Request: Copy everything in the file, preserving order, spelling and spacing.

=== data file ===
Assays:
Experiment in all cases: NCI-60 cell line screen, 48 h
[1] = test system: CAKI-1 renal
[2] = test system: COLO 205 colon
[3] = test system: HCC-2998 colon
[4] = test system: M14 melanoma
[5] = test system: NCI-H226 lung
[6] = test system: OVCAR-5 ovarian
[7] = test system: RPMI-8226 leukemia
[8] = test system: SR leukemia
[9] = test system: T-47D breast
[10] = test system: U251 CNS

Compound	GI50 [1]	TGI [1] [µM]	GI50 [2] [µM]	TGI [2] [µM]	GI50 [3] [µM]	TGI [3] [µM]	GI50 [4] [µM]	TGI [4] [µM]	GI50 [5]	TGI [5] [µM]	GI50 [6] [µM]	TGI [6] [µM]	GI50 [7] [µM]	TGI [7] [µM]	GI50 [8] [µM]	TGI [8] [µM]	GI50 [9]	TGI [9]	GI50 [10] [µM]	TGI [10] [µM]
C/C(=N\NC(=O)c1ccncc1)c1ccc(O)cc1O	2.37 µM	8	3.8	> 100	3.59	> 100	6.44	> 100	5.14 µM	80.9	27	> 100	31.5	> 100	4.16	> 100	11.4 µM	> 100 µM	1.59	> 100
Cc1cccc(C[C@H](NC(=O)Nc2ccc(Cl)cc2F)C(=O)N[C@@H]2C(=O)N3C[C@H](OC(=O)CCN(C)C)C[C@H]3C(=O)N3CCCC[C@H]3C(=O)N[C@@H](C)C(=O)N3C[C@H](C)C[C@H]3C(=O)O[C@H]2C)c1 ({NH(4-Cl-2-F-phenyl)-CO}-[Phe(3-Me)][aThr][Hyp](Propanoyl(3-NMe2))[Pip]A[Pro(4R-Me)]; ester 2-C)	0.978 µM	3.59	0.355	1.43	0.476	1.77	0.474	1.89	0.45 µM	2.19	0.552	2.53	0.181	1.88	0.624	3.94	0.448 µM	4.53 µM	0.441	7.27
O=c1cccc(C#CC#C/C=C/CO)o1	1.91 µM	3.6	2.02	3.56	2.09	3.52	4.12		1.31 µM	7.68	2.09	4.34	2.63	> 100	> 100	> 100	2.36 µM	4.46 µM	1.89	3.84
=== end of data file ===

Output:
Assays:
Experiment in all cases: NCI-60 cell line screen, 48 h
[1] = test system: CAKI-1 renal
[2] = test system: COLO 205 colon
[3] = test system: HCC-2998 colon
[4] = test system: M14 melanoma
[5] = test system: NCI-H226 lung
[6] = test system: OVCAR-5 ovarian
[7] = test system: RPMI-8226 leukemia
[8] = test system: SR leukemia
[9] = test system: T-47D breast
[10] = test system: U251 CNS

Compound	GI50 [1]	TGI [1] [µM]	GI50 [2] [µM]	TGI [2] [µM]	GI50 [3] [µM]	TGI [3] [µM]	GI50 [4] [µM]	TGI [4] [µM]	GI50 [5]	TGI [5] [µM]	GI50 [6] [µM]	TGI [6] [µM]	GI50 [7] [µM]	TGI [7] [µM]	GI50 [8] [µM]	TGI [8] [µM]	GI50 [9]	TGI [9]	GI50 [10] [µM]	TGI [10] [µM]
C/C(=N\NC(=O)c1ccncc1)c1ccc(O)cc1O	2.37 µM	8	3.8	> 100	3.59	> 100	6.44	> 100	5.14 µM	80.9	27	> 100	31.5	> 100	4.16	> 100	11.4 µM	> 100 µM	1.59	> 100
Cc1cccc(C[C@H](NC(=O)Nc2ccc(Cl)cc2F)C(=O)N[C@@H]2C(=O)N3C[C@H](OC(=O)CCN(C)C)C[C@H]3C(=O)N3CCCC[C@H]3C(=O)N[C@@H](C)C(=O)N3C[C@H](C)C[C@H]3C(=O)O[C@H]2C)c1 ({NH(4-Cl-2-F-phenyl)-CO}-[Phe(3-Me)][aThr][Hyp](Propanoyl(3-NMe2))[Pip]A[Pro(4R-Me)]; ester 2-C)	0.978 µM	3.59	0.355	1.43	0.476	1.77	0.474	1.89	0.45 µM	2.19	0.552	2.53	0.181	1.88	0.624	3.94	0.448 µM	4.53 µM	0.441	7.27
O=c1cccc(C#CC#C/C=C/CO)o1	1.91 µM	3.6	2.02	3.56	2.09	3.52	4.12		1.31 µM	7.68	2.09	4.34	2.63	> 100	> 100	> 100	2.36 µM	4.46 µM	1.89	3.84